Marita Anastasi is currently studying International Relations at American University Washington DC. She has volunteered for numerous NGO’s in Cyprus including the Cyprus Friendship Program and the Cyprus Community Media Center.
As someone who comes from a displaced family, who was born and raised in the last divided city, who has some of her best best friends being identified as ‘the other’ and as a 19 year old who simply loves her island so much, you cannot imagine how much my heart is broken as I witness the reunification efforts of the past couple of months, simply crumbling before our eyes. If you read this right now, you are probably as angry and frustrated and desperate as I am. Why wouldn’t we be after all.
Two of the most promising leaders this island has ever had are succumbing to micro-politics, third party interests and the old time classic of absurd nationalism which seems to be unremovable from our blindfolded society. In other words, both sides are gradually falling back to 2004 basics. However, someone could argue that in reality, we never left those ‘basics’ behind us. To be honest I see merit in this argument. Before we start talking (once again), on how nationalism and chauvinism have been dictating Cypriot politics we should consider our role. By our I refer to all those of us who see themselves as activists, peace builders, educators or simply people who would be willing to truly collaborate and interact with ‘the other’ in order to boost our island’s productivity. I do not refer to those who simply want a ‘solution’, because it is important to realize that various groups of people define the term ‘solution’ in completely different ways.
In my own, very personal opinion, the biggest error in regards to the pro-solution movement, which no one pays adequate attention to, is the direct association of the bi-zonal bi-communal federation (BBF) with the left. This applies to both the ‘official’ left of our island as well as the so called marginal left and it is problematic mainly from two aspects. Firstly, both kinds of left, especially the organized left and consequently AKEL, which holds most of the power in the spectrum, are not taking the responsibility that is being (wrongly) attributed to them. The ‘No’ vote of 2004 is merely an example of that. AKEL has being in numerous government coalitions and has even held the Presidency in the recent past. Yet, no effective measures were ever put in place to promote peace building curriculum in schools, or to minimize the influence of the church in our educational system and in the government. I am not saying that no efforts were made because I might just not be aware of them, what I am saying is that even if efforts were made, they were not enough. Secondly labeling BBF as a product of the ‘left’ prevents a very large sector of moderates from actively supporting it. It is evident that left wingers have some sense of ownership over anything that is considered to be pro-solution especially pro- BBF. To be fair, history can justify this attitude to a great extent. However, we should all recognize the danger of this sense of ownership over a solution, becoming just as chauvinistic, as the sense of ownership demonstrated by the right. A recent example is the rhetoric that sparked out of the RoC parliament vote on revising the laws regarding school celebrations. What I personally experienced was an exchange of arguments that presented 2 sides of the same coin. We are all used to the argument of ‘Us Vs. Them’ being used by the right, however it is at least worrying not to notice that the very same argument was also used by the left. What I am trying to say is, that marginal and official left are putting so much effort on separating themselves from racists and extremists that they have forgotten to unite the moderates.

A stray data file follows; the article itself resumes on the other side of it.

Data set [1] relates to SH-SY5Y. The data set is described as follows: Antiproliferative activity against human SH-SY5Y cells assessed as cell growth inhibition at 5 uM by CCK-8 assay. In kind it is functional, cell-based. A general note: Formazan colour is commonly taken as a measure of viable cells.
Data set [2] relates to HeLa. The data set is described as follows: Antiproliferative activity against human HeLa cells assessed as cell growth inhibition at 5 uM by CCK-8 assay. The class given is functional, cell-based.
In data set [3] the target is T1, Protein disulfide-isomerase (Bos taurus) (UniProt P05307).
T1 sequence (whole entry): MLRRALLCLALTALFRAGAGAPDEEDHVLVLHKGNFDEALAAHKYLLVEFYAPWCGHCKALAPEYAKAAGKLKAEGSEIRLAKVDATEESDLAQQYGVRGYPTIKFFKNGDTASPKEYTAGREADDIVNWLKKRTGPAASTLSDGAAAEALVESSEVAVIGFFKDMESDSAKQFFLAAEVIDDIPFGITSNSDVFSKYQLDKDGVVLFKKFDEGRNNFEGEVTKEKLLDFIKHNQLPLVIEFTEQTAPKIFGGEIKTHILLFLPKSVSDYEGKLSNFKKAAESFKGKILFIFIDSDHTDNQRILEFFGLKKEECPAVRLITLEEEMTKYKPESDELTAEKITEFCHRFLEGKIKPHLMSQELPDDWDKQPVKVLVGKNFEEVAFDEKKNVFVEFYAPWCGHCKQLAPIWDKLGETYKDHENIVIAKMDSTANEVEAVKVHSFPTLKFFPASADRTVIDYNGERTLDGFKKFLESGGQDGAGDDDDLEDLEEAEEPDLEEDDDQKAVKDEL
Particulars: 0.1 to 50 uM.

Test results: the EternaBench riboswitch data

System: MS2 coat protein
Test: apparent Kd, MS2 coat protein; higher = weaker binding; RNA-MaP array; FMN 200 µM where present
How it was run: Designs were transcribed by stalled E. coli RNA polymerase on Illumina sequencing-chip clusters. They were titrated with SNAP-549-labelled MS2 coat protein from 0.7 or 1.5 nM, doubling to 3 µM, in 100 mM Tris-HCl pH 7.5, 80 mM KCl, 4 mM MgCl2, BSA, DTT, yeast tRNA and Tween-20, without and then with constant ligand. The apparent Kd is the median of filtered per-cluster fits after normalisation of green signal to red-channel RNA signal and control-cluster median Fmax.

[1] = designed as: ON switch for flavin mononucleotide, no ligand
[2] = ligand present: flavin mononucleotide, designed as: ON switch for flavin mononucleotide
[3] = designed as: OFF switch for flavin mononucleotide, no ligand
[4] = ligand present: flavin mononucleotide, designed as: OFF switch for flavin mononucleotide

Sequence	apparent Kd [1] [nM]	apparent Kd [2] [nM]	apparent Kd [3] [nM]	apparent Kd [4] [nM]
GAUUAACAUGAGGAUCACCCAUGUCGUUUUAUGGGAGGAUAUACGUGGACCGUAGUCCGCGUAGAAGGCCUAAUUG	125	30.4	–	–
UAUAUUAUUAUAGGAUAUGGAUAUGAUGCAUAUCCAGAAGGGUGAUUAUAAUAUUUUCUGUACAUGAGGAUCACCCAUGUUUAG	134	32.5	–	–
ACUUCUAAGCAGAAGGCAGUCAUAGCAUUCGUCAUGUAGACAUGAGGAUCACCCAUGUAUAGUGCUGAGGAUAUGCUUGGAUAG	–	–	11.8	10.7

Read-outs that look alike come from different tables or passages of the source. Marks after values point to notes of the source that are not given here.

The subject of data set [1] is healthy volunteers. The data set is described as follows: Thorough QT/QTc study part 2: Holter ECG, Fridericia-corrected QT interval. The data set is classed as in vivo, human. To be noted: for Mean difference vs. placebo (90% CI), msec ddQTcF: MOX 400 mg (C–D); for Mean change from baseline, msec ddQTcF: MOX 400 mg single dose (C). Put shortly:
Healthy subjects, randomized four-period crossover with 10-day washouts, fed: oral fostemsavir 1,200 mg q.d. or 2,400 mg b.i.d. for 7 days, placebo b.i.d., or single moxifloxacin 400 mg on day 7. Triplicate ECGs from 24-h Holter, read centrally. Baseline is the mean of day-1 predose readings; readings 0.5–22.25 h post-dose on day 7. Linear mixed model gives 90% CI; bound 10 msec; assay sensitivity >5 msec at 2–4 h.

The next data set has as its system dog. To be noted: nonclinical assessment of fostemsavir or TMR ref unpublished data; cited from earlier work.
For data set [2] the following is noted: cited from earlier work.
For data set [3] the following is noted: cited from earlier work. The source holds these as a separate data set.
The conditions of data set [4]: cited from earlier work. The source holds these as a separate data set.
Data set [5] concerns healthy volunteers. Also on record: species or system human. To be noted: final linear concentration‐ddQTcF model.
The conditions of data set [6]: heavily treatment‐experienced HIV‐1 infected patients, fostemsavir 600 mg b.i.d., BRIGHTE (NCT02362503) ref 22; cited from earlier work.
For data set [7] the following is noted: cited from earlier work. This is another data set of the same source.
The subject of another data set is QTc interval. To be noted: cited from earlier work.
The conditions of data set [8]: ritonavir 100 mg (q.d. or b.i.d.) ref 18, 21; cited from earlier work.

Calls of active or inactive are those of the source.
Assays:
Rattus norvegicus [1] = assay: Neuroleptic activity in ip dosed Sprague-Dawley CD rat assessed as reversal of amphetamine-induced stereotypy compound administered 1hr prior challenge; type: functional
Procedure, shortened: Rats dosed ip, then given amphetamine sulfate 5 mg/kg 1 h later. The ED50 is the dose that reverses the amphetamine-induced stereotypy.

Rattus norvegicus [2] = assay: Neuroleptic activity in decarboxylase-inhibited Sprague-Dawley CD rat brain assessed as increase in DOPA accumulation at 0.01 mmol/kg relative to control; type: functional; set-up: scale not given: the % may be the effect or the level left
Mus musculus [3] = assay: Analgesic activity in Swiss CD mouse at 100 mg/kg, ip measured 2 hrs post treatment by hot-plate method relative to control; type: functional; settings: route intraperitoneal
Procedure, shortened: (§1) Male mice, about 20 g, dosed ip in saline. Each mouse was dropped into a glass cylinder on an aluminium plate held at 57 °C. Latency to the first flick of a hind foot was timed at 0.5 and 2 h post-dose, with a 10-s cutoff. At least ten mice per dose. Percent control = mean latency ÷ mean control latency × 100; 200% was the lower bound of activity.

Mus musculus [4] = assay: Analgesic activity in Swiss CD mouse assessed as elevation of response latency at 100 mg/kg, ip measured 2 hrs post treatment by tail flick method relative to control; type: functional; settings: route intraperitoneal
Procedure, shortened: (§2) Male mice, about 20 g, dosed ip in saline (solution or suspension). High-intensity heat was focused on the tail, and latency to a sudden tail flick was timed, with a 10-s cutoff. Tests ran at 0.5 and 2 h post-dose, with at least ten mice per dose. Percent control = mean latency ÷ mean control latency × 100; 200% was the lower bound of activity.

“Marginal and official left are putting so much effort on separating themselves from racists and extremists that they have forgotten to unite the moderates. “
This article is not published to blame particular groups or stakeholders and it by no means intends to question the motives behind the efforts of people who identify as leftists. It is them who have in the end of the day, sacrificed so much time and effort to make this island a better place, and of course it is them who must be feeling the most hopeless right now. However, it is at this moment we shouldn’t give up. It is at this very moment that we should redirect our energy into un-labeling the idea of solution. We need more than ever before, to make the effort to explain that BBF is not a solution for the left (something which is actually inaccurate even from a political perspective), but a solution for the people of Cyprus. Before we give up, we should ask ourselves, ‘have i protested enough?’, ‘have I talked to as many not like-minded people as I could?’, ‘have I pressurized my political party as much as I could?’. There is so much Nicos and Mustafa can be blamed for, but before doing so, we should ask ourselves, ‘have they been pressurized enough?’. I am not arguing that the solution of the Cyprus Problem relies entirely on activism, however, activism can at least unite the two sides between them. Facing the challenges imposed by external factors from a united Cypriot front can make a difference. In other words, activism and mobilization cannot solve the Cyprus Problem per se, but they can contribute into the creation of a united Cypriot front. The deal here in order to achieve this, is to change the perception of the ‘solution’. Numbers in the parliament talk by themselves. We worry so much for people who represent less than 30% of the population to the extent that we have alienated the majority. This is not the time to give up on the Cyprus Problem. This is the time to try even harder.
“This is not the time to give up on the Cyprus Problem. This is the time to try even harder.”